the parameter vector θ is estimated such that the Q function is maximized.
The data at each node are assumed to be statistically independent in this study.
If the data are (spatially or temporally) correlated, then the simple independent
likelihood model can still be employed by interpreting it as a pseudolikelihood
(Beasg, 1986). Under mild conditions the maximum pseudolikelihood
estimates tend to the true maximum likelihood estimates as the number of data
tends to infinity.
Distributed EM algorithm: Here, distributed density estimation
based on a finite mixture model is described. The EM algorithm is used
in a distributed approach in order to estimate the parameters of this
model. Here, a general distributed EM algorithm is proposed for estimating
the parameters of a finite mixture model whose components belong to the
exponential family. Then this algorithm is expressed in the special case
of Gaussian mixture model.
A general distributed EM algorithm: Here, a general distributed
EM algorithm is developed to estimate the parameters of a finite mixture
model. The distributed EM algorithm cycles through the nodes of the network
and estimates the parameters θ such that the loglikelihood function
represented by Eq. 2 is maximized.
At each node, the local conditional expectation of complete data loglikelihood
is defined as:
where,
is the vector of estimated parameters at node m and iteration t
and p(x_{m}θ) denotes the probability distribution of the
random vector X_{m} given θ.Total conditional expectation
can be written as:
If the mixture components belong to the exponential family, calculating
Q is reduced to calculating a vector of sufficient statistics that can
be incrementally updated. The reason behind this is that with models in
the exponential family, the inferential import of the complete data can
be represented by a vector of sufficient statistics. Denoting this vector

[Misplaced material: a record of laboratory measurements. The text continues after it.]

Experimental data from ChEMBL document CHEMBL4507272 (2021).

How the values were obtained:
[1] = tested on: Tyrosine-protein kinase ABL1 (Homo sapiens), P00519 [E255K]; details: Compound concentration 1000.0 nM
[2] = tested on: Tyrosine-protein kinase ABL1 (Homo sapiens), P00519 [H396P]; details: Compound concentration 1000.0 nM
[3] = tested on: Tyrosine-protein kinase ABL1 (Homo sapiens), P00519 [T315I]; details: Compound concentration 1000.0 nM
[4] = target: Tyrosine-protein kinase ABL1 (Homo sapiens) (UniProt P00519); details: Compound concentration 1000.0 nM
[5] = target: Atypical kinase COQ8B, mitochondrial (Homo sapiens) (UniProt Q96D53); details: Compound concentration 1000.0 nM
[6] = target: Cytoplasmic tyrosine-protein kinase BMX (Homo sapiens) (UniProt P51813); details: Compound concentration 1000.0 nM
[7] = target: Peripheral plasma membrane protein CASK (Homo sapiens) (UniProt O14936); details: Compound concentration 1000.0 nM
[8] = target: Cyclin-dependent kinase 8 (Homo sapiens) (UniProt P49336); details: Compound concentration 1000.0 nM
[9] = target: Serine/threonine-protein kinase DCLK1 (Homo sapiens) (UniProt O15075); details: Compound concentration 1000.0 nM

of sufficient statistics as
the E step of EM algorithm can be implemented by computing
and the M step can be performed by setting θ^{t} to the θ
which maximizes the likelihood function given s^{t}.

Fig. 1: 
Communication cycle in a typical network 
In the case that the data set is distributed over the nodes of a network,
s^{t} will be given by
The distributed EM algorithm works as follows: The values of parameters
that should be estimated are first initialized. The distributed EM algorithm,
at each node, first updates conditional expectation of complete data loglikelihood
and then estimates the parameters of the finite mixture in order to maximize
this expectation. In other words, at each iteration t, node m receives
thesufficient statistics s^{t} from the previous node, calculates
the local sufficient statistics using:
and updates s^{t} as:
s^{t} is then transmitted to the next node and this procedure
is continued until convergence is reached. Figure 1
shows the communication cycle in a typical network.
The amount of variations of the loglikelihood function is considered
as a stopping criterion in this algorithm. If this value is less than
a certain threshold ε, the algorithm will stop. Here, after updating
the parameters using the data of each node m, the value of local loglikelihood
function corresponding to that node is calculated:
Whenever, the difference
becomes less than the convergence threshold, the algorithm will stop.
Instead of likelihood variations, parameter variations can be also used
as another stopping criterion.
Since, scalability is an important feature of distributed algorithms,
here scalability of the proposed DEM is analyzed and compared to that
of the centralized EM algorithm; in which all nodes send their data to
a central unit.
Assuming that N_{b} is the number of bytes communicated between
two nodes per time step, it can be found that the communication in bytes
for the centralized method in which all nodes send their data to the center
of the network is
The worst case in this method is that the centralized unit is not in the
center of the network, but is at the end of it. The communication in bytes
for such a case is
Ones the centralized unit receives all data, it can run the standard EM
algorithm.
For the proposed DEM, the communication and computation are executed
iteratively. The communication cost is related to the number of loops,
i.e., the accuracy of the estimated results. By denoting T as the number
of loops, the communication in bytes for the DEM is MN_{b}T =
O(M). Therefore, unlike the centralized method the proposed DEM is scalable.
The peertopeer distributed EM algorithm which will be presented later
in this study has even better scalability features.
If the data are possibly correlated, then the DEM algorithm can still be applied
with the independent likelihood structure employed here. In that case, the independent
likelihood can be interpreted as a pseudolikelihood (Besag,
1986) and under mild conditions the maximum pseudolikelihood estimates tend
to the true maximum likelihood estimates as the number of data tends to infinity.
The distributed EM algorithm for a Gaussian mixture model: The distributed
EM algorithm proposed by Nowak (2003) is a special case
of the general DEM algorithm that was presented in the earlier. Here, the study
of Nowak (2003) is reviewed briefly in which components
are assumed to be Gaussian. In this case, the function Q_{m} can be
rewritten as:
in which
where, N(yμ, Σ) denotes the evaluation of a Gaussian density